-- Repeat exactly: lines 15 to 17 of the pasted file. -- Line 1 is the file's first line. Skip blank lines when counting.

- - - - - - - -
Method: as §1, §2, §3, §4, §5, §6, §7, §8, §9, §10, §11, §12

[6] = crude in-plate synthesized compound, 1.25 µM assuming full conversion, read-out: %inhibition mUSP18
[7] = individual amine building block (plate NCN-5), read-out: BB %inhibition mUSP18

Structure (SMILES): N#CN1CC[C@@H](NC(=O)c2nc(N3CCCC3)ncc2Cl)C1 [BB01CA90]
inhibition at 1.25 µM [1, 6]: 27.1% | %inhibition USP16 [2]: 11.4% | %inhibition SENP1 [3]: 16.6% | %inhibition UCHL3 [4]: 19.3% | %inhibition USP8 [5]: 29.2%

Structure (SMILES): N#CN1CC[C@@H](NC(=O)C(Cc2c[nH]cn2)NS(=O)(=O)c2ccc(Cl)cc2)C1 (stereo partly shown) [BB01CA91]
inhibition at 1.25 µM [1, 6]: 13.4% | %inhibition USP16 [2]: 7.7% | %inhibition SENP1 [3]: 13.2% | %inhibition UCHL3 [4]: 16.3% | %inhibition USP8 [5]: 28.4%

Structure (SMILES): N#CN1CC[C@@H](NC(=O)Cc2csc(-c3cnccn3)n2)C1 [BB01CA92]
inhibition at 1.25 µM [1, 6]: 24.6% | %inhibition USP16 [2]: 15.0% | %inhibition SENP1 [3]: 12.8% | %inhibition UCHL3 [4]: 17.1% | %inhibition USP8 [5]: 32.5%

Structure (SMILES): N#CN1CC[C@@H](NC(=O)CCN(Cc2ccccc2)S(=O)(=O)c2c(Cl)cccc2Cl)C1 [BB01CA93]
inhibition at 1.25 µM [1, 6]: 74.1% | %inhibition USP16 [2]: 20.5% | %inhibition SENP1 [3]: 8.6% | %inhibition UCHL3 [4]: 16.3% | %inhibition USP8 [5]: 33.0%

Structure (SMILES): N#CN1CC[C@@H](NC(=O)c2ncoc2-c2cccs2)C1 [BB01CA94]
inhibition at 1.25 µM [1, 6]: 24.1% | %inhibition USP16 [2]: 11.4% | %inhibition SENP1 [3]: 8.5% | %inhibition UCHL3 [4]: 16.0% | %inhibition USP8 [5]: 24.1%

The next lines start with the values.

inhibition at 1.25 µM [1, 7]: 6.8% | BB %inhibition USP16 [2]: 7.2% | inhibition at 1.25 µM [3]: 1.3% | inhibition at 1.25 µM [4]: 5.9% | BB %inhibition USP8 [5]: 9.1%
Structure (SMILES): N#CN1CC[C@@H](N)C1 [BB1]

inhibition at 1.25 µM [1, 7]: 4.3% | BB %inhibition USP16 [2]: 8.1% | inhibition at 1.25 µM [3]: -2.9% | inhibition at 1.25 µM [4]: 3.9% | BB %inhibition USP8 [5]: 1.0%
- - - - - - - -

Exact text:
inhibition at 1.25 µM [1, 7]: 6.8% | BB %inhibition USP16 [2]: 7.2% | inhibition at 1.25 µM [3]: 1.3% | inhibition at 1.25 µM [4]: 5.9% | BB %inhibition USP8 [5]: 9.1%
Structure (SMILES): N#CN1CC[C@@H](N)C1 [BB1]

inhibition at 1.25 µM [1, 7]: 4.3% | BB %inhibition USP16 [2]: 8.1% | inhibition at 1.25 µM [3]: -2.9% | inhibition at 1.25 µM [4]: 3.9% | BB %inhibition USP8 [5]: 1.0%